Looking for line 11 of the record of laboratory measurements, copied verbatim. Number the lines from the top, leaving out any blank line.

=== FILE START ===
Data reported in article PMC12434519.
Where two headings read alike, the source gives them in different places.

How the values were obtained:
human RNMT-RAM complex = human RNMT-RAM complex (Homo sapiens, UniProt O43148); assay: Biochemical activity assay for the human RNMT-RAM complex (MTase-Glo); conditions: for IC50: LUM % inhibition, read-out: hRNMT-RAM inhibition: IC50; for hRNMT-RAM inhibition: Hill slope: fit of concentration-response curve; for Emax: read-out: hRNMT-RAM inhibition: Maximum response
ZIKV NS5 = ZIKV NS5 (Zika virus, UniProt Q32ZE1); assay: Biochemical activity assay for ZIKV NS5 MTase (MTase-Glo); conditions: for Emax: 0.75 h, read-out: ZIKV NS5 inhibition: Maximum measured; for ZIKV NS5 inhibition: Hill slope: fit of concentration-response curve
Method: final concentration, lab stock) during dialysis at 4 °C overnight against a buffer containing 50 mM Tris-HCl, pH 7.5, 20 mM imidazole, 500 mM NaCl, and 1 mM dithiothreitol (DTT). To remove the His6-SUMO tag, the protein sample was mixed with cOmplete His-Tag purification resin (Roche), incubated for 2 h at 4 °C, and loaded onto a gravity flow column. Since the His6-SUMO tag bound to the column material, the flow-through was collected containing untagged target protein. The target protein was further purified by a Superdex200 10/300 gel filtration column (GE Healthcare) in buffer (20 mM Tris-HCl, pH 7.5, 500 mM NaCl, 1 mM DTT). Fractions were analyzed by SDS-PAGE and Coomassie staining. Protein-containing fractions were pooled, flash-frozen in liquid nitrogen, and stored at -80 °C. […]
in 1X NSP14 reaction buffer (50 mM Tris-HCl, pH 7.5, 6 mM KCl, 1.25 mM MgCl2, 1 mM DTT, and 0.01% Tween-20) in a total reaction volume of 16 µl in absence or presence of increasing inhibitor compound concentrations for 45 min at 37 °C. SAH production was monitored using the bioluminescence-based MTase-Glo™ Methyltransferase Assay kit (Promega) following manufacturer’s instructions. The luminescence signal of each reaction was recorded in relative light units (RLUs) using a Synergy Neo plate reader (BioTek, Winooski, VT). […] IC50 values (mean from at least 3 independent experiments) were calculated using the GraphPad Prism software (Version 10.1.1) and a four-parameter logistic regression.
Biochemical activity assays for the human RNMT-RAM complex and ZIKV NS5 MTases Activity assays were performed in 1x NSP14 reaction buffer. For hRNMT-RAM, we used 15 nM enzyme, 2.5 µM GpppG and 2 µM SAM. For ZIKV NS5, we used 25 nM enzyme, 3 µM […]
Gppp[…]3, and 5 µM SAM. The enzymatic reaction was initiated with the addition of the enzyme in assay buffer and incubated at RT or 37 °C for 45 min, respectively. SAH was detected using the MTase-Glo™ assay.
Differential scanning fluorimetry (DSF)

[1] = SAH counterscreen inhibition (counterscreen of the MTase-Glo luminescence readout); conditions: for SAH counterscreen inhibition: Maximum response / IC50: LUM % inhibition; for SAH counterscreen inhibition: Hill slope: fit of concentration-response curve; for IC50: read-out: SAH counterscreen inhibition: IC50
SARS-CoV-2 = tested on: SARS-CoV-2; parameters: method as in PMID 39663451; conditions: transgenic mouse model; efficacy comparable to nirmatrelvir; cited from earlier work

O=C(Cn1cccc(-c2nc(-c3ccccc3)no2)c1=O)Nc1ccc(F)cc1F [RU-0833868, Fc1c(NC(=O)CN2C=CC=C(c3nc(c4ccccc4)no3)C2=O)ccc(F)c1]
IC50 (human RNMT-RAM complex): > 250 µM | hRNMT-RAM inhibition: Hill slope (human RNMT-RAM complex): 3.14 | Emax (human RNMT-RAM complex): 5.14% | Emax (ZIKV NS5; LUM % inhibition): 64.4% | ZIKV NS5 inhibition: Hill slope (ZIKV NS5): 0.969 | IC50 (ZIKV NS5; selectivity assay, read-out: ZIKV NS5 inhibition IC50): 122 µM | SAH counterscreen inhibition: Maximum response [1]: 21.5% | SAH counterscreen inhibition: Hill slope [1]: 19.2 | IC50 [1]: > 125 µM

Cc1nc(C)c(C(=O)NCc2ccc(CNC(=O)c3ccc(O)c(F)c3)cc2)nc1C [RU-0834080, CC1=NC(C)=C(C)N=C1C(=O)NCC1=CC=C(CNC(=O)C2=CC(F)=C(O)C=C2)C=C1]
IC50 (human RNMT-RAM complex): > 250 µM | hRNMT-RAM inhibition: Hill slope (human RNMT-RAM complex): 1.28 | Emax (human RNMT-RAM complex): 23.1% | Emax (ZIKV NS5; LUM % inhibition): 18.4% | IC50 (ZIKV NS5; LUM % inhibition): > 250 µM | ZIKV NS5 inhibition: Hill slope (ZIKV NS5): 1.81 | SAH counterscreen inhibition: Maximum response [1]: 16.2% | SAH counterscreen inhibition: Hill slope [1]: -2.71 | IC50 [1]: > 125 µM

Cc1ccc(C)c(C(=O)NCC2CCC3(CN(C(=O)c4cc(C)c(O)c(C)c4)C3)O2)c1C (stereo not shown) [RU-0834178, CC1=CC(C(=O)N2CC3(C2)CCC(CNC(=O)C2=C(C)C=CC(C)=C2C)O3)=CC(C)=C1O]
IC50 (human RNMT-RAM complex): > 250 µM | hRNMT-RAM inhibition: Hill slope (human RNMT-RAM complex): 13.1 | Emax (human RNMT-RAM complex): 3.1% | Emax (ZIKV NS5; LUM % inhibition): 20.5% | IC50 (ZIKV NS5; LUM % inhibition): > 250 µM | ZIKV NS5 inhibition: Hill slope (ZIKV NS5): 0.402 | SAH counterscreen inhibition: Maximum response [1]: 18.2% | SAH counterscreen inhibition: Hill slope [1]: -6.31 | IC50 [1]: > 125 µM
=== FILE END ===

[1] = SAH counterscreen inhibition (counterscreen of the MTase-Glo luminescence readout); conditions: for SAH counterscreen inhibition: Maximum response / IC50: LUM % inhibition; for SAH counterscreen inhibition: Hill slope: fit of concentration-response curve; for IC50: read-out: SAH counterscreen inhibition: IC50